Programs of the LDS Church: Primary

I've felt lately that I'd like to share more about my beliefs and my church with others, and what better way to do that than here, on my blog. I don't think I can effectively communicate well with others through speech, at least, not about things that are rather broad topics and not about things that are broad AND matter to me quite a bit. Here on my blog I can really say what I want to say in a way that I think I want to say it. So here goes.

Now, my system of beliefs, and my church, the Church of Jesus Christ of Latter-Day Saints, has quite a bit of detail to it. So I'll start off basic. I'll tell you about the programs of my church. There are oh so many, so this will be done in installments. And I hope, that as you read what I have to say, you'll share your thoughts on it, whatever they may be. Perhaps we can have a conversation on this.

To start off, let's go to the youngest. Not the youngest, I guess, that's Nursery, and I don't remember my time in nursery enough to talk about it. So let's start with Primary.

Primary is a program created for young children, ages 4-11. In Primary, you're organized into classes based on age. For one hour, those classes meet individually and you have your traditional Sunday School. For the other hour, ages 4-7 meet together, and ages 8-11 meet together. That's called Singing/Sharing time. Children share talks, scriptures, a lesson is prepared for the whole group, and a lot of time is spent singing.

Now for my experiences in Primary. When I was a young'un, I'll be completely honest, Primary was kinda like brushing my teeth. I didn't hate it, but it felt really routine. I was that Hermione Granger kid who would answer every question and volunteer for everything. I felt like all the stuff I was learning there, I'd already learned at home, only now I had to learn it with a bunch of boys who wouldn't sit still.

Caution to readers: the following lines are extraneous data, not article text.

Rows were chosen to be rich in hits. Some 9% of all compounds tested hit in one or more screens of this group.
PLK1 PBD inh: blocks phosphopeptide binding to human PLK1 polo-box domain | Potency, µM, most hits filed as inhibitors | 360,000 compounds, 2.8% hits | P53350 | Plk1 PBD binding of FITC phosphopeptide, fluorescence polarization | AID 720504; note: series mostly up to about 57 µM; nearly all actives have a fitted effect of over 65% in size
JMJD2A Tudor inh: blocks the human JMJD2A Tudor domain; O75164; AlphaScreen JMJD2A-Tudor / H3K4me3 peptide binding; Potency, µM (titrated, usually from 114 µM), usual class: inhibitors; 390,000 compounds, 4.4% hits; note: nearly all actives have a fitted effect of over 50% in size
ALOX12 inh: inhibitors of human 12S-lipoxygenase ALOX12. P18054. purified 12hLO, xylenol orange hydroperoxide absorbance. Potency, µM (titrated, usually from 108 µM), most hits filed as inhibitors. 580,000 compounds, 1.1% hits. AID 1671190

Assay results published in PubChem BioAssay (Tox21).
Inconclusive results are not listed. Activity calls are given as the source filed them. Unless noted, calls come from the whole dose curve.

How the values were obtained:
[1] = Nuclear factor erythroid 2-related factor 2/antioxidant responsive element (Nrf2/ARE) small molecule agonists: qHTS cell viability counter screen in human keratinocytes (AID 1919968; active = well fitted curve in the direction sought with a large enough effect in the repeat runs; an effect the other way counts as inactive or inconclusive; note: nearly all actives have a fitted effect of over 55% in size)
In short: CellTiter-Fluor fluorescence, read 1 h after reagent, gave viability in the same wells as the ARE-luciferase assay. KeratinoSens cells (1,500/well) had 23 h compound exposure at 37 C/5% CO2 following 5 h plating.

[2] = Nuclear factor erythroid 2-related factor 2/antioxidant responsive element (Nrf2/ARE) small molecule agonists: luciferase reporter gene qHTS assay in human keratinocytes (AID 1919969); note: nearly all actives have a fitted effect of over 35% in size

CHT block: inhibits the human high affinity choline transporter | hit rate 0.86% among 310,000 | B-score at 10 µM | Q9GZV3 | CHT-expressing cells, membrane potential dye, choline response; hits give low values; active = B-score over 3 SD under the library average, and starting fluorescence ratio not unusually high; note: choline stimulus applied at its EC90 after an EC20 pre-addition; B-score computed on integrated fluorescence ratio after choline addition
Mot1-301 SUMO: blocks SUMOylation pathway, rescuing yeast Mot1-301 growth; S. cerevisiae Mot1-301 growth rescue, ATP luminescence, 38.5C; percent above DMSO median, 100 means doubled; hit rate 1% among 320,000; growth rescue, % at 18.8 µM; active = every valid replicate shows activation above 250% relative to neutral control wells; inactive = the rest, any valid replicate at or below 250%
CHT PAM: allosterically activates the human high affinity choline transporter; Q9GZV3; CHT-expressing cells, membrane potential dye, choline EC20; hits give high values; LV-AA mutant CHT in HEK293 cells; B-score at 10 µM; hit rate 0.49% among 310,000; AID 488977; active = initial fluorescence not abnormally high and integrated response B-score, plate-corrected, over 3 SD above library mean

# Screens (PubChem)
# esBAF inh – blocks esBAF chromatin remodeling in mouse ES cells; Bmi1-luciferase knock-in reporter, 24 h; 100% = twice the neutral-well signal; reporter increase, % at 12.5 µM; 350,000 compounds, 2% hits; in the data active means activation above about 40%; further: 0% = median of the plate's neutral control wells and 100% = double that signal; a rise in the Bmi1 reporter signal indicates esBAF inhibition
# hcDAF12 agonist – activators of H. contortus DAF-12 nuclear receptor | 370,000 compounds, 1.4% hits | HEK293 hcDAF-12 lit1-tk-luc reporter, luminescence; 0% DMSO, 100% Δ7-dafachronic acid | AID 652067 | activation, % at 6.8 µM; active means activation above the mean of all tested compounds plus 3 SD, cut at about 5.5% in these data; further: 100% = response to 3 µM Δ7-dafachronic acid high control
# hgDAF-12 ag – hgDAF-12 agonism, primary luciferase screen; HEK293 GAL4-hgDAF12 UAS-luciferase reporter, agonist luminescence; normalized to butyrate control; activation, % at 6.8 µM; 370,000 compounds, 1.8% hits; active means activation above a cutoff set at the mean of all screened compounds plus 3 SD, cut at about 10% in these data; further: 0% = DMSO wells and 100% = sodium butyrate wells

I remember clearly the day that changed. We were speaking of the Second Coming, when Jesus would come to Earth again. Up until that point, this topic terrified me. I was so afraid of this, because when learning about this, we'd learn a lot about the tragedy that would precede the event.

That day though, my teacher asked "What do you think of this? Of the Second Coming?"

I shrunk in my seat and my face turned red. I thought about how in Heaven we don't have anything temporal with us, and so I wouldn't get to take my stuffed puppy with me.

A girl named Hannah raised her hand "I'm so excited for that day."

I sat up immediately and blurted "WHY?"

A boy named Johnny raised his hand. "We will get to see Jesus again. We will be able to thank him for all he has done for us. And we will get to be with all our family members who died, we'll see them again."

And that day, Primary changed. I realized that maybe I wasn't there to learn from the teacher, I was there to learn from my classmates. And maybe the teacher was there to learn from us.

That thought solidified when I became a Primary teacher myself. I remember a member of the Bishopric calling Joe and I into his office and calling Joe to be a Scout leader, and me to be a Primary teacher. My head felt light. I was with kids every day, every week. Church was the time where I got to be with adults, why were they calling me to be with a bunch of kids all the time? How was that fair?

I struggled a lot with the calling up front. The teaching style of Primary is different than preschool. For one, the kids don't listen to me as easily, they only see me once a week. I ran into lesson planning full of excitement and lost momentum really quick for some reason.

But one day, I asked one of my Primary kids what he thought about his mom being pregnant. He said he was excited, and just couldn't believe how lucky he was that there were more people in Heaven who wanted to be a part of his family.

Ah. So there I was again. I was there to learn from the kids. And I learned a lot from them. Now, I'll be leaving  this calling soon and who knows when I'll work in Primary again. Am I excited to be with the adults again? Oh yes. But those kids have such a sweet and beautiful spirit. They know "good" better than anyone I know. They know about treating everyone around you with love, no matter what. And they live it.

So those are my experiences with Primary.

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